https://riseandshine.childrensnational.org/wp-content/uploads/2020/05/teen-boy-sleeping-feature.png 300 400 Rise and Shine https://riseandshine.childrensnational.org/wp-content/uploads/2017/11/childrens_riseandshine_logo.jpg Rise and Shine2020-05-19 16:29:542020-05-19 16:29:54With the lockdown, my teen is sleeping all day, should I be concerned?
As the new school year approaches, there may be some anxiety for parents and students as they prepare. Summer months can lead to a lack of consistent routines and it’s time to start thinking about getting back into the swing of things. Linda Fu, M.D., pediatrician at Children’s National Health System, has some advice on how to make the transition from summer vacation to school easier and less stressful for everyone.
- A good sleep routine
During the summer, children may shift their bedtime, so now is the time to start getting them back into a good sleep routine. In general, it takes a day for every hour that you need to move back to the bedtime. For example, if your child is going to bed three hours later than what will be usual for the school year, then it will take three days. Sufficient sleep is important for children to mentally function at their best throughout the school day. Lack of sleep may make retaining new information difficult and even lead to behavioral issues including, somewhat counterintuitively, hyperactivity. Parents should make sure their child gets at least eight to 12 hours of sleep each night, especially younger children, who need more hours of sleep than adolescents.
- Reducing screen time
Along with a good sleep routine, it’s also important to develop good screen habits before school starts. Keep screen time to two hours or less per day for school-aged children. Ideally, these limits should be applied throughout the summer.
- Getting an annual physical
Another item to check off your list is making sure your child receives an annual physical exam. Children should have a health maintenance exam once a year to make sure they’re developing and growing properly and are up-to-date on all recommended vaccines. It’s important that your child is healthy to function their best throughout the school year.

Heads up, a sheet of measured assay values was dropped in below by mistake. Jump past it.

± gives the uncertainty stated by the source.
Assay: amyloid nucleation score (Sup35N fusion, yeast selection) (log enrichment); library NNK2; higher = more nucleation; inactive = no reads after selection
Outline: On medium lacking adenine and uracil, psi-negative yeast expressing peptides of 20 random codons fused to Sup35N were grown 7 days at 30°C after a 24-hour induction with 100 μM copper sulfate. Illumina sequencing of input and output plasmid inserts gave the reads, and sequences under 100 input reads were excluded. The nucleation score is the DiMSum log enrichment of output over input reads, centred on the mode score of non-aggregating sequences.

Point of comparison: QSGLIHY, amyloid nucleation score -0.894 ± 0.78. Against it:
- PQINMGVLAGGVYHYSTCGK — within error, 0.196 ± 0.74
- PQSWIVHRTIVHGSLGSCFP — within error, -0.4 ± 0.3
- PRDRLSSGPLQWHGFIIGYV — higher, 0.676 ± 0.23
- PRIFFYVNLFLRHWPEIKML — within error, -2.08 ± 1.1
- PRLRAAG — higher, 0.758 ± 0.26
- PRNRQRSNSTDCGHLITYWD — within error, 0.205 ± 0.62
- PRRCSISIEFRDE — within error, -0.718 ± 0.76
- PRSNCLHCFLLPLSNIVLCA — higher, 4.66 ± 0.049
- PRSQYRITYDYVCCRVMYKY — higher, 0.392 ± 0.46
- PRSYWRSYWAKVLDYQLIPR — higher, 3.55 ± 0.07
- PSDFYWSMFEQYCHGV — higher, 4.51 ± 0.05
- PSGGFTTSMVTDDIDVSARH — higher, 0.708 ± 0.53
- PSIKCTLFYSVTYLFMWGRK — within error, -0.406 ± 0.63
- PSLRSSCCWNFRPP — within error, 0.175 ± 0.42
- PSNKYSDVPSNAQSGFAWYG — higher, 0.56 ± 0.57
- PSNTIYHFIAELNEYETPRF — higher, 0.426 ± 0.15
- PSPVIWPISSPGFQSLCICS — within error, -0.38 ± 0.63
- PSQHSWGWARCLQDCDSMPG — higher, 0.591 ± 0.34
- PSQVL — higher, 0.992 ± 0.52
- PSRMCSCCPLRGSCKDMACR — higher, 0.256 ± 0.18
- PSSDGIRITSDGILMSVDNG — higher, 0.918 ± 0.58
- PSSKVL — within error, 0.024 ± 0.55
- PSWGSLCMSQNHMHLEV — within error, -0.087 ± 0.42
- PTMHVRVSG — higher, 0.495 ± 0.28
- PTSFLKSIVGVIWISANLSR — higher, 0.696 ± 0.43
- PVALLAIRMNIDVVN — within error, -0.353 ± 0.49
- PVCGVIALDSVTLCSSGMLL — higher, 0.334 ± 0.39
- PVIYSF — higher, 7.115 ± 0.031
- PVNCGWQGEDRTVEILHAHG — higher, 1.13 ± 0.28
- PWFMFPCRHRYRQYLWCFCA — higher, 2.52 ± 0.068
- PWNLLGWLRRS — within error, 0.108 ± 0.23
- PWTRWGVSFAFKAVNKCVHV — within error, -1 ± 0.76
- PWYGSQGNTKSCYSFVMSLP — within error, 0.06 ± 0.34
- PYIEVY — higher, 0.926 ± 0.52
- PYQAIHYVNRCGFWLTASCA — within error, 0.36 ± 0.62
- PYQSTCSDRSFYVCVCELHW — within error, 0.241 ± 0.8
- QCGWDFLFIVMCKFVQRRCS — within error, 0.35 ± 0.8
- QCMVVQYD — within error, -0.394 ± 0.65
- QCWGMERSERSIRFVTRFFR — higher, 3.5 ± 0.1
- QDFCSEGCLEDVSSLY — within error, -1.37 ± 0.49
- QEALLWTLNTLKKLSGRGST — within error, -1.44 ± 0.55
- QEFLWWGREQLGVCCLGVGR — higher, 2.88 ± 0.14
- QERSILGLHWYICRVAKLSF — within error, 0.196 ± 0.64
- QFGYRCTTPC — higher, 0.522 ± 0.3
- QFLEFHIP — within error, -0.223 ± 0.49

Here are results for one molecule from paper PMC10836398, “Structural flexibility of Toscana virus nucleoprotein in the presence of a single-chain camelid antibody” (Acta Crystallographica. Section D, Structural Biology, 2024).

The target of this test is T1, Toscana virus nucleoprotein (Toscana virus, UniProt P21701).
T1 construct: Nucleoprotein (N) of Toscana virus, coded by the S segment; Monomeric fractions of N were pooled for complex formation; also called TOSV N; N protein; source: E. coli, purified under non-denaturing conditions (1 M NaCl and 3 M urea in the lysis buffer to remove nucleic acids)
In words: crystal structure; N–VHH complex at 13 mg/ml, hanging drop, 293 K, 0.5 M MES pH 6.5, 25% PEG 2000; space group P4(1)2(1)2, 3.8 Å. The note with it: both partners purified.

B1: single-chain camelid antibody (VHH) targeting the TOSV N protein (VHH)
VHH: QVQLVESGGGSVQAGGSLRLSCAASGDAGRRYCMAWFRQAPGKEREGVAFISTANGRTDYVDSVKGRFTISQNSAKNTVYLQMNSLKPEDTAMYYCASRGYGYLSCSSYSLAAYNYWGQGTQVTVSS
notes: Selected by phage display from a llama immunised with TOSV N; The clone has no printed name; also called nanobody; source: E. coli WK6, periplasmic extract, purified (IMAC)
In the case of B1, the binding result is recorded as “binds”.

- Helping deal with anxiety and fears
The transition back to school can be a source of anxiety for some children. It’s important for children to be able to speak about their fears as they prepare for the school year. If your child seems anxious in the weeks before school starts, help them work through their fears by asking what they think are the most exciting and worrisome aspects of heading back to school. Attend the school’s open house so that the transition goes more smoothly, especially if your child is going to a new school or starting school for the first time. Meeting the teacher and seeing the classroom can help your child get a sense of what to expect. Let your child pick out school supplies to get him excited about going back to school.
- Having a balanced diet
Children need energy to function optimally throughout the day mentally and physically. That’s why it’s important to make sure they eat breakfast every morning and have a healthy lunch. Overnight you’ve been fasting and your energy stores are low. Breakfast is needed to restore that lost energy. Healthy lunches will help maintain that energy throughout the day. The food pyramid is a good guide to follow when making your child’s lunch. The majority of what children should eat are fruits and vegetables, as well as sufficient dairy and grains.
This blog post originally appeared in Northern Virginia Magazine online.